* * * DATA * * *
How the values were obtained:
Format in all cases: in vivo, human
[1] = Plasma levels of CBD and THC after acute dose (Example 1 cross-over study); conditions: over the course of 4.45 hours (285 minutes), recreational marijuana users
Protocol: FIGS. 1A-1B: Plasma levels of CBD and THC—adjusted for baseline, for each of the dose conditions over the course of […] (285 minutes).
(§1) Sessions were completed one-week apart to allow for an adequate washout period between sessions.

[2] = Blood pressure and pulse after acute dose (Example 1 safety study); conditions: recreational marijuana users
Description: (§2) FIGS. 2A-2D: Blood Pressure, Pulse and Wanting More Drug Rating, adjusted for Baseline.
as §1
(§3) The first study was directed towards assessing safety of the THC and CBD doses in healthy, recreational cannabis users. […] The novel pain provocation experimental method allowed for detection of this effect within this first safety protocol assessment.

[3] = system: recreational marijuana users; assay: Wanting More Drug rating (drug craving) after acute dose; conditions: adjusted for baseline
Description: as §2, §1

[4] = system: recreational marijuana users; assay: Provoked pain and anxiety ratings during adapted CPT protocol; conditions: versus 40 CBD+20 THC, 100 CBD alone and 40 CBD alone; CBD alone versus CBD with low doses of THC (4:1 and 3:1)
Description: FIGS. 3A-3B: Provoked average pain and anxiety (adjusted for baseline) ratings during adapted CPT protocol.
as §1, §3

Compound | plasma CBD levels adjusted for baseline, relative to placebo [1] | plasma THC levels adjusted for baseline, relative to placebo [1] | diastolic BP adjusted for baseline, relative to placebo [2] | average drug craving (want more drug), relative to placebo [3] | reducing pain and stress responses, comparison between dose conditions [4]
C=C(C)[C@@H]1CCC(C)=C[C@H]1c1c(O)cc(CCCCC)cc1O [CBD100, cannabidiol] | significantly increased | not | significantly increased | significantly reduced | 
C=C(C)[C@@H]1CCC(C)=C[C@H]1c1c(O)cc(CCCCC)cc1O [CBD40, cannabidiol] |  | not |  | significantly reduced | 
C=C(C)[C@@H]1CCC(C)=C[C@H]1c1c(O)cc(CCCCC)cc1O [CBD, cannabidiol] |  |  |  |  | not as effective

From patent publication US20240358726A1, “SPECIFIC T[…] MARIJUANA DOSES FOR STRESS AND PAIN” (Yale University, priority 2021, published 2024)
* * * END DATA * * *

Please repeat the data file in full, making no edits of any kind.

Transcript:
How the values were obtained:
Format in all cases: in vivo, human
[1] = Plasma levels of CBD and THC after acute dose (Example 1 cross-over study); conditions: over the course of 4.45 hours (285 minutes), recreational marijuana users
Protocol: FIGS. 1A-1B: Plasma levels of CBD and THC—adjusted for baseline, for each of the dose conditions over the course of […] (285 minutes).
(§1) Sessions were completed one-week apart to allow for an adequate washout period between sessions.

[2] = Blood pressure and pulse after acute dose (Example 1 safety study); conditions: recreational marijuana users
Description: (§2) FIGS. 2A-2D: Blood Pressure, Pulse and Wanting More Drug Rating, adjusted for Baseline.
as §1
(§3) The first study was directed towards assessing safety of the THC and CBD doses in healthy, recreational cannabis users. […] The novel pain provocation experimental method allowed for detection of this effect within this first safety protocol assessment.

[3] = system: recreational marijuana users; assay: Wanting More Drug rating (drug craving) after acute dose; conditions: adjusted for baseline
Description: as §2, §1

[4] = system: recreational marijuana users; assay: Provoked pain and anxiety ratings during adapted CPT protocol; conditions: versus 40 CBD+20 THC, 100 CBD alone and 40 CBD alone; CBD alone versus CBD with low doses of THC (4:1 and 3:1)
Description: FIGS. 3A-3B: Provoked average pain and anxiety (adjusted for baseline) ratings during adapted CPT protocol.
as §1, §3

Compound | plasma CBD levels adjusted for baseline, relative to placebo [1] | plasma THC levels adjusted for baseline, relative to placebo [1] | diastolic BP adjusted for baseline, relative to placebo [2] | average drug craving (want more drug), relative to placebo [3] | reducing pain and stress responses, comparison between dose conditions [4]
C=C(C)[C@@H]1CCC(C)=C[C@H]1c1c(O)cc(CCCCC)cc1O [CBD100, cannabidiol] | significantly increased | not | significantly increased | significantly reduced | 
C=C(C)[C@@H]1CCC(C)=C[C@H]1c1c(O)cc(CCCCC)cc1O [CBD40, cannabidiol] |  | not |  | significantly reduced | 
C=C(C)[C@@H]1CCC(C)=C[C@H]1c1c(O)cc(CCCCC)cc1O [CBD, cannabidiol] |  |  |  |  | not as effective

From patent publication US20240358726A1, “SPECIFIC T[…] MARIJUANA DOSES FOR STRESS AND PAIN” (Yale University, priority 2021, published 2024)